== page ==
Greenpeace exposes problem vegetable sources

Time to implement full traceability in the supply chain

Press release - 2006-06-19
Greenpeace brings problem vegetable sources to the front stage. Traceability is under the spotlight throughout the whole tracking process and its significance on strengthening vegetable produce monitoring to Hong Kong is proven.

Greenpeace exposed three major supermarket chains in Guangzhou – Vanguard, ParknShop and Carrefour – are selling produce with illegal pesticides or pesticide residue exceeding standard.

After problem vegetable produce being exposed by Greenpeace in April, the HKSAR Government has been reluctant to release any information regarding the investigation progress on problem vegetable source. On the other side, Greenpeace discovered that, according to the information given by the Guangdong Import and Export Inspection & Quarantine Bureau, at least one source is confirmed non-accredited to supply vegetable to Hong Kong consumers.

In a report submitted by Wellcome to Greenpeace, which has documented the sources of the 13 problem vegetable samples found, Greenpeace discovers that 10 out of 13 are unable to track down to farms where the vegetable are produced, whereas 2 from packing houses and only 1 can be located.  Surprisingly, all 3 production places in Mainland are not accredited for supplying vegetable to Hong Kong (see Appendix 1). The only one identifiable source of pesticide contaminated vegetable sample is from a farm called Weng Yuan Shi Zhai in Shaoguan of Guangdong province.

According to Mainland's law governing the vegetable produce supply to Hong Kong,  the farm concerned is not accredited and thereby not allowed for supplying vegetable to Hong Kong.  This is the first confirmed case of illegal vegetable supply with an identified non-accredited source.

Greenpeace Food Safety Assistant Campaigner Chow Yuen Ping said, "The HKSAR Government should have already located the sources of these contaminated vegetable - as they claimed to have liaised and followed up with the chained supermarkets and their suppliers.  What actions have been taken by the government?  Apart from repeating to the public that vegetable source of Hong Kong market are from accredited farms, the government should have told us how they could plug the loopholes."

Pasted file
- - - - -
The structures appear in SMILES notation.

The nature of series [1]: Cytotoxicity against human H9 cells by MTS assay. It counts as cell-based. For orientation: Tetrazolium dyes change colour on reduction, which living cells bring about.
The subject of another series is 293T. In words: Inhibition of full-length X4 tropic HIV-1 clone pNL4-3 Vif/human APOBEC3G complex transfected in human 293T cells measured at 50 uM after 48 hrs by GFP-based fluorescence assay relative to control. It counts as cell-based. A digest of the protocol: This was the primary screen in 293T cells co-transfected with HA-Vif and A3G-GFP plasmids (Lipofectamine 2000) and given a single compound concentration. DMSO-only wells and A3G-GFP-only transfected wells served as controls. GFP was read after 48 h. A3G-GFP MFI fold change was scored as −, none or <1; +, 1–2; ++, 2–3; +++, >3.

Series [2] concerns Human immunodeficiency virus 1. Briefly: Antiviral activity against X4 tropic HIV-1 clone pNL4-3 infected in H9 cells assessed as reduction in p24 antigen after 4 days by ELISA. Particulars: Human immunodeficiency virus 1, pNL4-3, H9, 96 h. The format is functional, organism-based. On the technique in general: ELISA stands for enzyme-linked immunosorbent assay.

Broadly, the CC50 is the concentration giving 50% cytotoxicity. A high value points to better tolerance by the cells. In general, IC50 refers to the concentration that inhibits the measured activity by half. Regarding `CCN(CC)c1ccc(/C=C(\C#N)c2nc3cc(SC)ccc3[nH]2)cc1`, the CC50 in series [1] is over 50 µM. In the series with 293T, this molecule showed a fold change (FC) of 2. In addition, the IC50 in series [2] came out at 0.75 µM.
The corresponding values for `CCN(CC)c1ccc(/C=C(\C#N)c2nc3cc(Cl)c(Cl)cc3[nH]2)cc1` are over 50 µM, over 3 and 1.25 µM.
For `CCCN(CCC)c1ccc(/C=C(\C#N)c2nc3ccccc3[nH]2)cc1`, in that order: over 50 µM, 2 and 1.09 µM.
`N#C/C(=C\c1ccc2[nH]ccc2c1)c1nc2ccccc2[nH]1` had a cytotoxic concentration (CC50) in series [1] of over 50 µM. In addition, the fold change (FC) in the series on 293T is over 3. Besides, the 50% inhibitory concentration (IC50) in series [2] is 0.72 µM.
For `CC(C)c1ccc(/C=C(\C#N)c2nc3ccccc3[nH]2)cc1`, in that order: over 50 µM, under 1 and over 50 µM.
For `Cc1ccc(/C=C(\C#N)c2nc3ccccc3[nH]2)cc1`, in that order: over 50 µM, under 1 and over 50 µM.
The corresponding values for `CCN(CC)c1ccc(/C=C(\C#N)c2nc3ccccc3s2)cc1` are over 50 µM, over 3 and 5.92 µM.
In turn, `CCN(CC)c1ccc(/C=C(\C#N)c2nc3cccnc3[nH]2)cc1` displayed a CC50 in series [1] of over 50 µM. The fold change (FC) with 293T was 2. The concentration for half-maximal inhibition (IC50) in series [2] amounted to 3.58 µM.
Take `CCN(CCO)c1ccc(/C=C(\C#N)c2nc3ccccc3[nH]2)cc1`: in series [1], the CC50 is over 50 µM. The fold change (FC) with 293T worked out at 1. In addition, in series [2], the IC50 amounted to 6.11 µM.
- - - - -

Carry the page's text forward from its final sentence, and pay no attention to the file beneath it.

"When majority of the problem vegetable sources are untraceable, we doubt if the Shi Zhai Farm case is only a tip of an iceberg.  Responsible government official should clarify public concerns, instead of reiterating partial facts in front of the public." Chow added.

"To be an accountable government, concrete action is needed, not statements delaying the solution." She urged.

Contrary to the reluctance of the HKSAR Government, the industry and Mainland authorities concerned have already been taking action to address the growing concern from the public.  Mainland authorities have initiated 4 measures to, on one hand enhance the monitoring and supervision of accredited vegetable suppliers; on the other hand plugging loopholes to stop illegal vegetable supply to Hong Kong market.  Meanwhile, the industry has come up with recommendations to tackle illegal vegetable and fruit, and Wellcome has been bringing a series of changes to its vegetable supply chain so as to minimize risk in food supply.

As there is a gap in traceability in Hong Kong wholesale markets, Wellcome has stopped sourcing vegetable from them, and resorted to Mainland accredited farms. Chow points out, "This precisely shows that traceability is key to improve food safety. It gives confidence to the public that the sources of their food are reliable. Retailers can keep themselves away from obscure sources, and take prompt actions in case any problem found."

"Full traceability can also improve cooperation and communication within the industry, which is fundamental to food safety in the long run.  In terms of governance, through FEHD's regular inspection, traceability can help stop illegal vegetable sources. In a nutshell, full traceability and more comprehensive pesticide testing are the effective means to ensure safety of vegetable" Chow emphasized.

Greenpeace investigations dated April 17 and June 12 reflect that problem vegetable cannot be stopped if government's actions are superficial and without long-term goals towards food safety.  While everyone, excepts Hong Kong Government, acknowledges the urgency of the problem, Greenpeace calls for substantiating the "Precautionary Principle" as the fundamental principle to assess the long term risk of pesticide.  To let the public eat safe, the government should establish full traceability and develop comprehensive pesticide testing immediately.

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